When would this be useful? If your site has a blog with public commenting turned on, links within those comments could pass your reputation to pages that you may not be comfortable vouching for. Blog comment areas on pages are highly susceptible to comment spam (2). Nofollowing these user-added links ensures that you’re not giving your page’s hard-earned reputation to a spammy site.

Automatically add “nofollow” to comment columns and message boards

Many blogging software packages automatically nofollow user comments, but those that don’t can most likely be manually edited to do this. This advice also goes for other areas of your site that may involve user-generated content, such as guestbooks, forums, shout-boards, referrer listings, etc. If you’re willing to vouch for links added by third parties (e.g. if a commenter is trusted on your site), then there’s no need to use nofollow on links; however, linking to sites that Google considers spammy can affect the reputation of your own site. The Webmaster Help Center has more tips on avoiding comment spam , like using CAPTCHAs and turning on comment moderation (3).

(1) If you or your site’s users link to a site that you don’t trust and/or you don’t want to pass your site’s reputation, use nofollow.

<a href=”http://www.shadyseo.com” rel=”nofollow”>Comment spammer</a>

 

(2) A comment spammer leaves a message on one of our blogs posts, hoping to get some of our site’s reputation.

(3) An example of a CAPTCHA used on Google’s blog service, Blogger. It can present a challenge to try to ensure an actual person is leaving the comment.

Glossary

Comment spamming Refers to indiscriminate postings, on blog comment columns or message boards, of advertisements, etc. that bear no connection to the contents of said pages. CAPTCHA Completely Automated Public Turing test to tell Computers and Humans Apart.

About using “nofollow” for individual contents, whole pages, etc.

Another use of nofollow is when you’re writing content and wish to reference a website, but don’t want to pass your reputation on to it. For example, imagine that you’re writing a blog post on the topic of comment spamming and you want to call out a site that recently comment spammed your blog. You want to warn others of the site, so you include the link to it in your content; however, you certainly don’t want to give the site some of your reputation from your link. This would be a good time to use nofollow.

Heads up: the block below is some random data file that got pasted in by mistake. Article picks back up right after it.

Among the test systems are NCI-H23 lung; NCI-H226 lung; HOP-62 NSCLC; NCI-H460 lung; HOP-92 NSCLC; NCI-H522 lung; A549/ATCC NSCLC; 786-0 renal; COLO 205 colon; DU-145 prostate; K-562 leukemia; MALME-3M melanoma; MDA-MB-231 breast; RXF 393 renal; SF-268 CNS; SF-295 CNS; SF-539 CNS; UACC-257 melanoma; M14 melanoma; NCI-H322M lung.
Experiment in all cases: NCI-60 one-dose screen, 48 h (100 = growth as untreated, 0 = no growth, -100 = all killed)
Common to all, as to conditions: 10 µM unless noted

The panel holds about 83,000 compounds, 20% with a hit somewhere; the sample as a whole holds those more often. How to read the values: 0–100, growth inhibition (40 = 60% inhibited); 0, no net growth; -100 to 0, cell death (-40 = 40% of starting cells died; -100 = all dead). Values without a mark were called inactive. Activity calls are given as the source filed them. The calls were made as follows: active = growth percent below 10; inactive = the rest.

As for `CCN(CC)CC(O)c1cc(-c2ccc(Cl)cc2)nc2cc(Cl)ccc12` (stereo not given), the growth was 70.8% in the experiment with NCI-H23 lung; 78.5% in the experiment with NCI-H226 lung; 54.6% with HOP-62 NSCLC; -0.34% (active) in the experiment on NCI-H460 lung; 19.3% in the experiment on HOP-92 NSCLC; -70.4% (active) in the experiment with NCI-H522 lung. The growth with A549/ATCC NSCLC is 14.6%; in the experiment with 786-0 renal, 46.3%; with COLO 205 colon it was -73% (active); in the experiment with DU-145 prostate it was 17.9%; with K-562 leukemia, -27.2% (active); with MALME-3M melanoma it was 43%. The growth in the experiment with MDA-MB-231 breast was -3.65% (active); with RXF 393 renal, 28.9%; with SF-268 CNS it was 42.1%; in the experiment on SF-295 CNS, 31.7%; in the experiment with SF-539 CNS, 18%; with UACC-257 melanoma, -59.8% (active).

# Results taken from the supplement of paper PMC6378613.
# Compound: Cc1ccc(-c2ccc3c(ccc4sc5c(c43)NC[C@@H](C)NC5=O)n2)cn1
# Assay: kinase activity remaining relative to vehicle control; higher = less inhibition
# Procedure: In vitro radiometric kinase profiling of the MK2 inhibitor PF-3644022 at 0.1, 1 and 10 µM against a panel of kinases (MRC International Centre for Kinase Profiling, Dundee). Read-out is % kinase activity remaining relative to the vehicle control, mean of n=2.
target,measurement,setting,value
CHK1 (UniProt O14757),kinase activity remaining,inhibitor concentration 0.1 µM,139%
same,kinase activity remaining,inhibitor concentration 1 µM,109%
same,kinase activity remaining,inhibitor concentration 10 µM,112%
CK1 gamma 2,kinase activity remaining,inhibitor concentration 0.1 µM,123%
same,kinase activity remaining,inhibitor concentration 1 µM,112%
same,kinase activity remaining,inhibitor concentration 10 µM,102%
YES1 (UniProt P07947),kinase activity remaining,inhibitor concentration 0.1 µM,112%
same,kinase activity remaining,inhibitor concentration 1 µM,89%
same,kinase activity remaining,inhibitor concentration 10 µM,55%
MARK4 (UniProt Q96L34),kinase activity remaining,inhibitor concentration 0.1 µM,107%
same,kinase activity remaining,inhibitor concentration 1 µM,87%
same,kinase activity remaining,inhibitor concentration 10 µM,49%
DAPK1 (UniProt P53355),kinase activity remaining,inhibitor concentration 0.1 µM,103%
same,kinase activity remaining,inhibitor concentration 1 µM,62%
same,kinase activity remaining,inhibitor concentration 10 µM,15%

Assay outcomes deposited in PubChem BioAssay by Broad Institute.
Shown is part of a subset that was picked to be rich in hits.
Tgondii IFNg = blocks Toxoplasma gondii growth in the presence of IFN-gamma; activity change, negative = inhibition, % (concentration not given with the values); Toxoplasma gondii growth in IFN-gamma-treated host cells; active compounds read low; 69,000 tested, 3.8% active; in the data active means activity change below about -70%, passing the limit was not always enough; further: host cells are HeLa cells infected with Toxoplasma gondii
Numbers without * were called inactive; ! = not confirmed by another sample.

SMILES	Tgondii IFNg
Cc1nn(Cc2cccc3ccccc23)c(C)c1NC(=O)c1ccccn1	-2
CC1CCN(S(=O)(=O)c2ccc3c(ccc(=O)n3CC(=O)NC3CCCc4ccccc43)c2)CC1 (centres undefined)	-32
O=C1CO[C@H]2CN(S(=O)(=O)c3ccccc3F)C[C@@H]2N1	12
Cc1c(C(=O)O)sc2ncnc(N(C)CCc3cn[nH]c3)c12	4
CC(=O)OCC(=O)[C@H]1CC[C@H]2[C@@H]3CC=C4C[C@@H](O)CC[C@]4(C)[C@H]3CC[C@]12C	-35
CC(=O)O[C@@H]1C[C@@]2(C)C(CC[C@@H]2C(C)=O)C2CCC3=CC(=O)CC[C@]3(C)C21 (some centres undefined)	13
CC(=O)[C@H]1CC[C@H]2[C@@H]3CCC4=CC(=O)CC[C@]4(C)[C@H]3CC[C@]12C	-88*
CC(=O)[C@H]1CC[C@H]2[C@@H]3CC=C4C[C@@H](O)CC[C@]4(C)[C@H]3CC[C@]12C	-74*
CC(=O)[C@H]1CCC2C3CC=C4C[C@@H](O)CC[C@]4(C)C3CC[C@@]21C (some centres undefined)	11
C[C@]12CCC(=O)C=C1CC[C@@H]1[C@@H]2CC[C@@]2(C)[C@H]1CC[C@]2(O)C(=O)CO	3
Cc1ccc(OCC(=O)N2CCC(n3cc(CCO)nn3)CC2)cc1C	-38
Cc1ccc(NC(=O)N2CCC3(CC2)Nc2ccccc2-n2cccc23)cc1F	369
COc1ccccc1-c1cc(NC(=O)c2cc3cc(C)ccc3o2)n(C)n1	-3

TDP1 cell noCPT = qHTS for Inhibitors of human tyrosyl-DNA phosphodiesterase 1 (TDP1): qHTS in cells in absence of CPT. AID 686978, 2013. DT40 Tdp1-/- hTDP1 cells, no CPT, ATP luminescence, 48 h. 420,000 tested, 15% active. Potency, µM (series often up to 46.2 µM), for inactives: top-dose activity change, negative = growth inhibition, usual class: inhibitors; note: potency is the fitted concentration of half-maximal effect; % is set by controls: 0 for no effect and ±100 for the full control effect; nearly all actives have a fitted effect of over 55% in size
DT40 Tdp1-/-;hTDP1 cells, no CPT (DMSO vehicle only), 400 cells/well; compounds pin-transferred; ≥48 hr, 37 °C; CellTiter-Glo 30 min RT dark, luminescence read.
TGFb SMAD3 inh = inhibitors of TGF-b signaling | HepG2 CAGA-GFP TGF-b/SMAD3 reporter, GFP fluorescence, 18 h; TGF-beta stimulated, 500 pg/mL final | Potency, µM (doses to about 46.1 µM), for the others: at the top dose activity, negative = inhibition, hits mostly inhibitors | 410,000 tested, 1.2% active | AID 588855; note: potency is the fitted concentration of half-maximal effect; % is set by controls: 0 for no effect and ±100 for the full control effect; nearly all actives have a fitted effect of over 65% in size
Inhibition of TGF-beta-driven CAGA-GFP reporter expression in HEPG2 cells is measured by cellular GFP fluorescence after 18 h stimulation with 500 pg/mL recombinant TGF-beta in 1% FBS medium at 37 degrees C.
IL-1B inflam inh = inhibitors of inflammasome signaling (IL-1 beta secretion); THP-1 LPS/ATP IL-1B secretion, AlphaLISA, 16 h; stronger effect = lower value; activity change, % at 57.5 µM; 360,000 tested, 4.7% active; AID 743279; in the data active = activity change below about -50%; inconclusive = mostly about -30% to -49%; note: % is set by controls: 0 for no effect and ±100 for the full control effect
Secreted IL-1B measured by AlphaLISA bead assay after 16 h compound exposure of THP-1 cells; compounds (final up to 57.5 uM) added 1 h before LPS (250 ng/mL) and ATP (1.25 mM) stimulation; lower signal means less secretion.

Lastly, if you’re interested in nofollowing all of the links on a page, you can use “nofollow” in your robots meta tag, which is placed inside the <head> tag of that page’s HTML (4). The Webmaster Central Blog provides a helpful post on using the robots meta tag . This method is written as <meta content=”nofollow”>.

<html><head><title>Brandon’s Baseball Cards – Buy Cards, Baseball News, Card Prices</title>

<meta content=”Brandon’s Baseball Cards provides a large selection of vintage and modern baseball cards for sale. We also offer daily baseball news and events in”>

<meta content=”nofollow”>

</head>

<body>

Make sure you have solid measures in place to deal with comment spam!

(4) This nofollows all of the links on a page.

Links 

Avoiding comment spam  http://www.google.com/support/webmasters/bin/answer.py?answer=81749Using the robots meta tag  

http://googlewebmastercentral.blogspot.com/2007/03/using-robots-meta-tag.html

 Source: Google SEO Guidelines

New Blackberry phones on sale | Thanks to Business Opportunity, Highest CD Rates and Registry Software